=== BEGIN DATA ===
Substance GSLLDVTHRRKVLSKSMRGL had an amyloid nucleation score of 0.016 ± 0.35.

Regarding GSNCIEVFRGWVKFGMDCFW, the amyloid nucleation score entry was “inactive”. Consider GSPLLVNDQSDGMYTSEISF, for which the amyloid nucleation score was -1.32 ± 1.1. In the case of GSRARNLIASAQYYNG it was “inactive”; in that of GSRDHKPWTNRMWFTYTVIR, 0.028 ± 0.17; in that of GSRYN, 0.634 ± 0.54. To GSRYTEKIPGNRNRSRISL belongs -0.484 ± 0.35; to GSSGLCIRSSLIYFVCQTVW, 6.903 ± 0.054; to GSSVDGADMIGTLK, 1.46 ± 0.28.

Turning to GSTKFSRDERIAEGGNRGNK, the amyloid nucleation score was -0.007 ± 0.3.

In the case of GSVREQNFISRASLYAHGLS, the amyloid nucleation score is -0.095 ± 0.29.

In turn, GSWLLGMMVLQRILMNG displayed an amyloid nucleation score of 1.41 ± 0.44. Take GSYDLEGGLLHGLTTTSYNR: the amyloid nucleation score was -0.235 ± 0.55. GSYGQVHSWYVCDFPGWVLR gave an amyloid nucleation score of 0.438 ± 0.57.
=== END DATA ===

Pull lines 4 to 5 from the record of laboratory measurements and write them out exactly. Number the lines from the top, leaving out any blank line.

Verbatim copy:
In the case of GSVREQNFISRASLYAHGLS, the amyloid nucleation score is -0.095 ± 0.29.

In turn, GSWLLGMMVLQRILMNG displayed an amyloid nucleation score of 1.41 ± 0.44. Take GSYDLEGGLLHGLTTTSYNR: the amyloid nucleation score was -0.235 ± 0.55. GSYGQVHSWYVCDFPGWVLR gave an amyloid nucleation score of 0.438 ± 0.57.